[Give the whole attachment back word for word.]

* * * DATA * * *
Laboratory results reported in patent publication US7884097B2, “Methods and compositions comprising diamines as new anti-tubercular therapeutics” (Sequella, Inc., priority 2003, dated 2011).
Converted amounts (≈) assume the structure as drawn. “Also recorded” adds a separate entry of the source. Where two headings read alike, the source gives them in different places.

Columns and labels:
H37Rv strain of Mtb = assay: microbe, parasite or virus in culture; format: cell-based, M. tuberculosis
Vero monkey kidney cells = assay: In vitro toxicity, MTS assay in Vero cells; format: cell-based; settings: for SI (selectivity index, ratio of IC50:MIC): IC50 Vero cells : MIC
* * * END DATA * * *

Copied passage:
Laboratory results reported in patent publication US7884097B2, “Methods and compositions comprising diamines as new anti-tubercular therapeutics” (Sequella, Inc., priority 2003, dated 2011).
Converted amounts (≈) assume the structure as drawn. “Also recorded” adds a separate entry of the source. Where two headings read alike, the source gives them in different places.

Columns and labels:
H37Rv strain of Mtb = assay: microbe, parasite or virus in culture; format: cell-based, M. tuberculosis
Vero monkey kidney cells = assay: In vitro toxicity, MTS assay in Vero cells; format: cell-based; settings: for SI (selectivity index, ratio of IC50:MIC): IC50 Vero cells : MIC